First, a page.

Csoma de Kőrös was born into a poor Székely family, the sixth child of András Csoma and his wife, Krisztina Getse (Ilona Göcz). His name in English would be written Alexander Csoma of Koros and in Hungarian Kőrösi Csoma Sándor where Kőrösi means "of Koros" (i.e., a praedicatum of nobility) and alternate continental forms include "Sándor Csoma de Koros". His father served with the Székely Border Guards. His early schooling was at the local village school. In 1799, he went to Nagyenyed (present-day Aiud) to join the boarding school Bethlen Kollégium. The education was free (so called gratistae) in return for manual labor. Here he was influenced by the professor Samuel Hegedüs. He left the school in 1807 and continued university studies, taking an interest in history, a subject made popular by Professor Ádám Herepei. In 1815 he passed the public rigorosum in his studies at Bethlen Kollégium. A scholarship allowed him to continue to Göttingen, where he began to learn English under Professor Fiorillo. Csoma de Kőrős also came under the influence of Professor Johann Gottfried Eichhorn.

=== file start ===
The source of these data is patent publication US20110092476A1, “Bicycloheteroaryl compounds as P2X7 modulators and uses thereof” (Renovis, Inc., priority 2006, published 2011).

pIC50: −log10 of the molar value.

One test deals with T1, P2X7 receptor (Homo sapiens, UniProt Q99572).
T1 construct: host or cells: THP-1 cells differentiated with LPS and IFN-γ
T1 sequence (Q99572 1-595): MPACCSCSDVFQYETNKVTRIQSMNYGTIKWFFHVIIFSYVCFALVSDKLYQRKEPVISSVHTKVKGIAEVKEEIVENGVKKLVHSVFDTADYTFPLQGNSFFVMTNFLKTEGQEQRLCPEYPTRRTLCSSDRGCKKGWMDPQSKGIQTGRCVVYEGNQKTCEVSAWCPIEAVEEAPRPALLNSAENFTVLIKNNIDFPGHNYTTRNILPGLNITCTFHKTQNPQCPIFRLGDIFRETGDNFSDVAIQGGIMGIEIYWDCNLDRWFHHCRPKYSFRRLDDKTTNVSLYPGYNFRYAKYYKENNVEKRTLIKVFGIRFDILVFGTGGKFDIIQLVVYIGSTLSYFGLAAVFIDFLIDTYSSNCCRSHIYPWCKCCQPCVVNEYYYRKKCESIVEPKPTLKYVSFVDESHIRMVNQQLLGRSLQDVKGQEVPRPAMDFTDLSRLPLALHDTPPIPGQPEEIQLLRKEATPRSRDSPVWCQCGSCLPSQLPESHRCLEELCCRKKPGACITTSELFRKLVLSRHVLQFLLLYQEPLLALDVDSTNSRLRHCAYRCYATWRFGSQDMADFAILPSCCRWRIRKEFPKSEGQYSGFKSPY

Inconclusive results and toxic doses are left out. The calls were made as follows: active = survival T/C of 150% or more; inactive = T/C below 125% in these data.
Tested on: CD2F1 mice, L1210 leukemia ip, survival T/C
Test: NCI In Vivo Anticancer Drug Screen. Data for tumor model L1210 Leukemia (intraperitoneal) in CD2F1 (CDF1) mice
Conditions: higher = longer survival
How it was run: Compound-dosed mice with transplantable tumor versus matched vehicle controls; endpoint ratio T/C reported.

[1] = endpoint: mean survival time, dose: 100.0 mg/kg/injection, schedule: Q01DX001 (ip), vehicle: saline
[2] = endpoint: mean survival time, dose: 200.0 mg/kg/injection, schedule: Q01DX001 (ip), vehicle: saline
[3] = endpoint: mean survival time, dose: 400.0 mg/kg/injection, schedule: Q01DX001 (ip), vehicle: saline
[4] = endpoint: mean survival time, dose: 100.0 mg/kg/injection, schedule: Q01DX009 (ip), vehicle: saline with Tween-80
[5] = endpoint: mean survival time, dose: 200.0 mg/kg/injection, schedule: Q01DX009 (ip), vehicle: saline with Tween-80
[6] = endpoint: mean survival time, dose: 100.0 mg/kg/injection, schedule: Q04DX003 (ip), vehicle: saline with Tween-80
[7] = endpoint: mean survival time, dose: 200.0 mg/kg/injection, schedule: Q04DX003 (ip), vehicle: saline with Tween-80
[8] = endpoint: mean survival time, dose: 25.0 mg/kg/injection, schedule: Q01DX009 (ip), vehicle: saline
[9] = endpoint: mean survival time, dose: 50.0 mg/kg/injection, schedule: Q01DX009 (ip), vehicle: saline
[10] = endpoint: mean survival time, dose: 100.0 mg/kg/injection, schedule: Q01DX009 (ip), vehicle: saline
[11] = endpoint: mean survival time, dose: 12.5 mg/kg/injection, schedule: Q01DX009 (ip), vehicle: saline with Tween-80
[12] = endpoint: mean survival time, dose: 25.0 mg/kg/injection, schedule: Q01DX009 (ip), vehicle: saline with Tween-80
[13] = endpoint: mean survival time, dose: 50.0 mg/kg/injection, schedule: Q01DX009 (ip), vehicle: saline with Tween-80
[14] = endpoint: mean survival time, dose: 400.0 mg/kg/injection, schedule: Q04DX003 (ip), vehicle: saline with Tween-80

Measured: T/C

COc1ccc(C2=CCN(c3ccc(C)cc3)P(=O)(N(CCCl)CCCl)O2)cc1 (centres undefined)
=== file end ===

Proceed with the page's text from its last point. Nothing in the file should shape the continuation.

Between 1816 and 1818 he studied Oriental languages. In Göttingen, he was noted for being literate in thirteen languages including Latin, Greek, Hebrew, French, German, and Romanian apart from his native Hungarian. In his Calcutta years he also mastered Bengali, Marathi and Sanskrit. He returned to Transylvania in 1818. On 7 February 1819, Csoma met Hegedűs and informed him of his intent to learn Slavonic in Croatia. He left on foot for Agram and spent a few months there. He received the aid of one hundred florins from Michael de Kenderessy to help him in this journey.